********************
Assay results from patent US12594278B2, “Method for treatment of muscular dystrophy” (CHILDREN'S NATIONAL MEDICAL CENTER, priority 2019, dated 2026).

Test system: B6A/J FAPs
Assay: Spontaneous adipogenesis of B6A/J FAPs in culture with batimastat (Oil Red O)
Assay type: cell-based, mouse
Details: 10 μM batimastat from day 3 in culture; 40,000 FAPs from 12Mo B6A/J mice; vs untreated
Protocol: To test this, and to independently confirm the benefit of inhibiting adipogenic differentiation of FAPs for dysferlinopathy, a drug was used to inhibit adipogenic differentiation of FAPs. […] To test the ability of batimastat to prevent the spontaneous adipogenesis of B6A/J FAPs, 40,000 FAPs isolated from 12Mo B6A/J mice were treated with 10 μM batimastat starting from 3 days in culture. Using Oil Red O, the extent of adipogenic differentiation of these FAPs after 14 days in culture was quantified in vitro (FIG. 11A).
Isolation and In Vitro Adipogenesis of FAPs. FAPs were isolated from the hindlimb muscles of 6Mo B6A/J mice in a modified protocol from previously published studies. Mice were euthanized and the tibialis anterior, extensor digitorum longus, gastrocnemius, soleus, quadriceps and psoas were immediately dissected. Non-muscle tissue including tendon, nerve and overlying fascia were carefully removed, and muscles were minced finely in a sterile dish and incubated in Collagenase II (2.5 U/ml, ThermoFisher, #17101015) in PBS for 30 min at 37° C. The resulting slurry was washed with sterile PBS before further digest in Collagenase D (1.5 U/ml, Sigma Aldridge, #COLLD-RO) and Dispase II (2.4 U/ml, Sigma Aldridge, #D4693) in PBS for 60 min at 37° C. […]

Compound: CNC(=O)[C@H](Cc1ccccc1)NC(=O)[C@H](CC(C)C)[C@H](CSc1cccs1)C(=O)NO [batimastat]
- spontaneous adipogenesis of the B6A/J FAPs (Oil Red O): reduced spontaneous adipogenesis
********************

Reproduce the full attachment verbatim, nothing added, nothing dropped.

Assay results from patent US12594278B2, “Method for treatment of muscular dystrophy” (CHILDREN'S NATIONAL MEDICAL CENTER, priority 2019, dated 2026).

Test system: B6A/J FAPs
Assay: Spontaneous adipogenesis of B6A/J FAPs in culture with batimastat (Oil Red O)
Assay type: cell-based, mouse
Details: 10 μM batimastat from day 3 in culture; 40,000 FAPs from 12Mo B6A/J mice; vs untreated
Protocol: To test this, and to independently confirm the benefit of inhibiting adipogenic differentiation of FAPs for dysferlinopathy, a drug was used to inhibit adipogenic differentiation of FAPs. […] To test the ability of batimastat to prevent the spontaneous adipogenesis of B6A/J FAPs, 40,000 FAPs isolated from 12Mo B6A/J mice were treated with 10 μM batimastat starting from 3 days in culture. Using Oil Red O, the extent of adipogenic differentiation of these FAPs after 14 days in culture was quantified in vitro (FIG. 11A).
Isolation and In Vitro Adipogenesis of FAPs. FAPs were isolated from the hindlimb muscles of 6Mo B6A/J mice in a modified protocol from previously published studies. Mice were euthanized and the tibialis anterior, extensor digitorum longus, gastrocnemius, soleus, quadriceps and psoas were immediately dissected. Non-muscle tissue including tendon, nerve and overlying fascia were carefully removed, and muscles were minced finely in a sterile dish and incubated in Collagenase II (2.5 U/ml, ThermoFisher, #17101015) in PBS for 30 min at 37° C. The resulting slurry was washed with sterile PBS before further digest in Collagenase D (1.5 U/ml, Sigma Aldridge, #COLLD-RO) and Dispase II (2.4 U/ml, Sigma Aldridge, #D4693) in PBS for 60 min at 37° C. […]

Compound: CNC(=O)[C@H](Cc1ccccc1)NC(=O)[C@H](CC(C)C)[C@H](CSc1cccs1)C(=O)NO [batimastat]
- spontaneous adipogenesis of the B6A/J FAPs (Oil Red O): reduced spontaneous adipogenesis